Anyone who wishes to keep any Salmon caught will need to be in possession of a valid Salmon stamp.
Types of Fishing
Salmon fishing means trolling deep down in the water column. So if you can't get enough of the sound of downriggers popping, this is the style for you.
Otherwise, have a go at Salmon fishing Campbell River style and try for membership of the exclusive ‘Tyee Club’. How? Easy. All you need to do is catch a 30 lb + Chinook. On light tackle. In a rowboat. This is sportfishing at its most pure, and it has been done here this way ever since 1924.
Campbell River Fishing Seasons
January might see the most average annual snowfall in Campbell River, but it doesn't usually stay around for long. And thanks to the area's Chinook fishery, you can always warm up by catching a Salmon offshore.
February is a quiet month in Campbell River, BC. But the Winter Steelhead season is going strong in the local rivers and streams, while saltwater fishing offers up the ever-present Chinook. Not bad for a low season!
As spring gradually starts to appear, the fishing begins to change up. The Chinook Salmon begin to feed up more aggressively and are piling on the pounds, with most catches weighing in between six and 20 pounds.
Spring fishing starts to settle into its pattern more consistently. Full day trips are recommended at this time of year, with the biggest and best Salmon being a little further out. This is the end of the Winter Steelhead season.
As summer draws in, the fishing comes closer to the shore. Big Chinooks are following schools of herring and needlefish near town. You will be fishing with an amazing backdrop of spring colors and warmer weather.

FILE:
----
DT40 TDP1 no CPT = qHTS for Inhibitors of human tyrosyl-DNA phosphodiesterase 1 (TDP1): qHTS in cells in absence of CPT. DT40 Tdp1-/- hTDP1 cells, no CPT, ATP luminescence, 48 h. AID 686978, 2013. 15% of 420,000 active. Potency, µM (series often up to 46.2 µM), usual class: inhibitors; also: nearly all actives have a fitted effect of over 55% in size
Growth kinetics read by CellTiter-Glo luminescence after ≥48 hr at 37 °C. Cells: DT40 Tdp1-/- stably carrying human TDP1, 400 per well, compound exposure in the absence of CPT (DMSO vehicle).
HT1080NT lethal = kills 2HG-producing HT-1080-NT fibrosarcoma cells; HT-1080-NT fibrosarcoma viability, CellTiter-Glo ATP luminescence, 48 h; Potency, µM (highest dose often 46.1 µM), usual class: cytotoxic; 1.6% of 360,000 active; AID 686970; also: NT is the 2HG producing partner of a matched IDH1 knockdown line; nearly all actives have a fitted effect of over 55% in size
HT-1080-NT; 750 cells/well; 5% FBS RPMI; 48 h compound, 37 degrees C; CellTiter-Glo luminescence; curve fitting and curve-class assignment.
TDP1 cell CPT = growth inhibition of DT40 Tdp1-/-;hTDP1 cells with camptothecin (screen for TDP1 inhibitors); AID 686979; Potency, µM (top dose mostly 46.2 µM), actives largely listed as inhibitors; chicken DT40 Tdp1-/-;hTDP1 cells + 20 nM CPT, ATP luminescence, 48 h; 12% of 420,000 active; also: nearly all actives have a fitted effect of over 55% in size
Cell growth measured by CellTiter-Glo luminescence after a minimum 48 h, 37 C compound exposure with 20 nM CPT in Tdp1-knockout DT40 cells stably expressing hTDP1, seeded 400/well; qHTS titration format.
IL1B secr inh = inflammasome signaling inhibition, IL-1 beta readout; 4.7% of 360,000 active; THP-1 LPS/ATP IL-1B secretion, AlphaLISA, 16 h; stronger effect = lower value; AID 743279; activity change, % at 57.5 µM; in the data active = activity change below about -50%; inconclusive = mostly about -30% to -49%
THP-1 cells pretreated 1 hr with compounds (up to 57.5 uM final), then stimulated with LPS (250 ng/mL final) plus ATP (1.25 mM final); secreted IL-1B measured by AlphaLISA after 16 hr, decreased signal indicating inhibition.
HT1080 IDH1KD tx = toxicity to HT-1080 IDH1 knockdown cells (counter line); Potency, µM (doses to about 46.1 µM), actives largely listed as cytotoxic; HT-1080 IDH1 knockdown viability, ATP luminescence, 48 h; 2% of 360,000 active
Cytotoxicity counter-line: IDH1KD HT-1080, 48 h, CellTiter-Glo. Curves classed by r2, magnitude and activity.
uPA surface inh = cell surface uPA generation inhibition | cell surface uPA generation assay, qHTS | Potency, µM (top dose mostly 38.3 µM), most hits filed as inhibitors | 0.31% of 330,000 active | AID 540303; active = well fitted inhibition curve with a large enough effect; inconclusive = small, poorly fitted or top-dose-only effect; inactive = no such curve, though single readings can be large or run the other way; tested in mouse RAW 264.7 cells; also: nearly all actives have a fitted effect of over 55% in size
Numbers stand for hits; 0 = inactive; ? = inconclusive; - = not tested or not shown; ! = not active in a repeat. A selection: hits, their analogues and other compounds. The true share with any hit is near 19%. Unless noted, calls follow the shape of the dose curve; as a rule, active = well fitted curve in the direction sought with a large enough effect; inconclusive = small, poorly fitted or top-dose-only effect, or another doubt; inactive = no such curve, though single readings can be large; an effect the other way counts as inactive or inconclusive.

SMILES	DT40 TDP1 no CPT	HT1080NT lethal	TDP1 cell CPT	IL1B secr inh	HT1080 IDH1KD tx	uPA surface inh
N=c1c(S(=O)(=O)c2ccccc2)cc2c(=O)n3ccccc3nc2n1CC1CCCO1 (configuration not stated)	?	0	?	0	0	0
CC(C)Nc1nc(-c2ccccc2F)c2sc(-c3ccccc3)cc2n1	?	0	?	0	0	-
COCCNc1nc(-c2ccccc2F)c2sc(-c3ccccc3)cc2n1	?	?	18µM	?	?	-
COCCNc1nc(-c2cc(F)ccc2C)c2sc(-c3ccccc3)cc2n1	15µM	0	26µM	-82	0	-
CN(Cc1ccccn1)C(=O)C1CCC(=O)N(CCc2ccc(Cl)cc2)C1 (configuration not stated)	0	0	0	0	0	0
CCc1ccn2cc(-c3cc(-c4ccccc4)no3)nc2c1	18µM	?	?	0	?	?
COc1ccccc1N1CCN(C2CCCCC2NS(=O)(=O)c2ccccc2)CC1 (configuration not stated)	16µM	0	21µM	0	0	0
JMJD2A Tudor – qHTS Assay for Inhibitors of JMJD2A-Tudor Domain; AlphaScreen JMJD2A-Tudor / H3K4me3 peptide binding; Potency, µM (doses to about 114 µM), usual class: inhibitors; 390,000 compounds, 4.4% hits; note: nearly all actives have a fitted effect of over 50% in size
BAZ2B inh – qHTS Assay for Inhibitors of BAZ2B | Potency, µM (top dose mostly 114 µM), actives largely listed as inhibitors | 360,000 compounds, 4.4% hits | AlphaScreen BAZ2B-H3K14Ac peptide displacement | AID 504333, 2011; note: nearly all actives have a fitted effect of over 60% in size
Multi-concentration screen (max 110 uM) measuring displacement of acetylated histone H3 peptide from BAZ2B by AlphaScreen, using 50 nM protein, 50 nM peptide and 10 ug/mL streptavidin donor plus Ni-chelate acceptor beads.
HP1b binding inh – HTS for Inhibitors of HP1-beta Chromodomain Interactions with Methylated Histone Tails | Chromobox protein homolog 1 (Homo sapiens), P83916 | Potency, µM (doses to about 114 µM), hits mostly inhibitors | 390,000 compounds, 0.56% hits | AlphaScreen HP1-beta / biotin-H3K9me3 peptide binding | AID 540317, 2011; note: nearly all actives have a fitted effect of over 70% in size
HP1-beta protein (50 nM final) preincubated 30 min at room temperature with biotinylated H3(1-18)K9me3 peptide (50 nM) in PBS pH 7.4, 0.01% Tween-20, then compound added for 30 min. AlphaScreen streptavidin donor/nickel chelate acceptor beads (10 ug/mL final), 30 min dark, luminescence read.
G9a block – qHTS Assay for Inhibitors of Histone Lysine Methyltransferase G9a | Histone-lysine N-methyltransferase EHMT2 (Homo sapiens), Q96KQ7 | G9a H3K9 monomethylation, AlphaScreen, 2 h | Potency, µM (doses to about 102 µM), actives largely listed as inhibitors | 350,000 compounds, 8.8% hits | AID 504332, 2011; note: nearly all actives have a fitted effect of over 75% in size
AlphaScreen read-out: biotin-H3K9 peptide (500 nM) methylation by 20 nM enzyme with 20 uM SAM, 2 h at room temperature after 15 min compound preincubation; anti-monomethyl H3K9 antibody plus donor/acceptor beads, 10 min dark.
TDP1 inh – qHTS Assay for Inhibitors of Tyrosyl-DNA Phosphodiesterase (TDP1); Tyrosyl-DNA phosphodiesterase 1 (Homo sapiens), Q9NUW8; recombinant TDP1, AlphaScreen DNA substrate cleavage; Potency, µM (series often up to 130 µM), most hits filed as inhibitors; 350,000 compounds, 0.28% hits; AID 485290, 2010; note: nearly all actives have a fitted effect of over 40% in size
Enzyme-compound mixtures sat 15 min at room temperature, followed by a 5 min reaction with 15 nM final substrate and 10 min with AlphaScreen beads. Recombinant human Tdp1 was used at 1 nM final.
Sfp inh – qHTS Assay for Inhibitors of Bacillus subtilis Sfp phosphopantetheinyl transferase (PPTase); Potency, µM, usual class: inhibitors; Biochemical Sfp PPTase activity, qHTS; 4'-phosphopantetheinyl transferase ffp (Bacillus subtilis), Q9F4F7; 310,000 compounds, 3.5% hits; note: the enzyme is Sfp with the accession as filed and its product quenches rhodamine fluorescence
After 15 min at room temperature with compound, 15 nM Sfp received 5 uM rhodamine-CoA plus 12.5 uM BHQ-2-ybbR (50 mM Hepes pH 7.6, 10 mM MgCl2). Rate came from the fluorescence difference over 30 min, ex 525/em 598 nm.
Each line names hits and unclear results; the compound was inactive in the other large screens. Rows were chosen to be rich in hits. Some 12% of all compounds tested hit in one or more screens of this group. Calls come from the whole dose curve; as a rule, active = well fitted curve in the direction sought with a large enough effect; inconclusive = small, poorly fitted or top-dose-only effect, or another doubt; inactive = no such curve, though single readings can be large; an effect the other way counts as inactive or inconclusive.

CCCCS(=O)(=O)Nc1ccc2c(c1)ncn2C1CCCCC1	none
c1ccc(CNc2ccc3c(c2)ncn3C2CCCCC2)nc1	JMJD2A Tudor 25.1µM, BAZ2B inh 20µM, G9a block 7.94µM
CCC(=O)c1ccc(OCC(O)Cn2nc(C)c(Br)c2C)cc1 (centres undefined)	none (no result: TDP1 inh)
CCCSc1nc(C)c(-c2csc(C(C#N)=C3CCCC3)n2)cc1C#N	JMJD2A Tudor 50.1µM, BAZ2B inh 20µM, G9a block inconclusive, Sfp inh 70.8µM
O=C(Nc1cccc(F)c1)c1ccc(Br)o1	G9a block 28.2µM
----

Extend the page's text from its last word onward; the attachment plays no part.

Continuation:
Fishing starts to mix up, with more than just Chinook Salmon in Campbell River. Coho (Silver) Salmon shows up and will stay through September, and Summer Steelhead appears. Don't miss the Campbell River Salmon Derby.
July is when things start to get really exciting in Campbell River. This is the beginning of Tyee season, with Chinooks weighing over 30 lbs on the cards. Sockeye, Pink, and Coho Salmon join them. This is peak season!
Diehard sportfishing fans will want to visit Campbell River from August 1 through September 15. This is Tyee rowing season, when small boats go out to target big fish. Check out the Annual Campbell River SalmonFest.
As the tourist season draws to an end, those in the know head to the local waters. This is time for Chum Salmon. These may not be the biggest fish, but they trump everything else in terms of size to fight ratio!
Campbell River fishing is all about Chum Salmon in October, as this fierce fighter floods the local waters. Couple this with lower accommodation costs, and you could say this is the best time to fish in Campbell River.
By November, the mature Salmon have moved on to their respective spawning rivers. But that doesn't mean there's nothing here for anglers: feeding Chinook are caught to the south of the town and Winter Steelhead is back.
If you thought winter fishing in British Columbia was a no go, you should think again. As well as Winter Steelhead, anglers can test their skills against smaller Chinook Salmon offshore. There's always something to catch.
Campbell River Fishing Calendar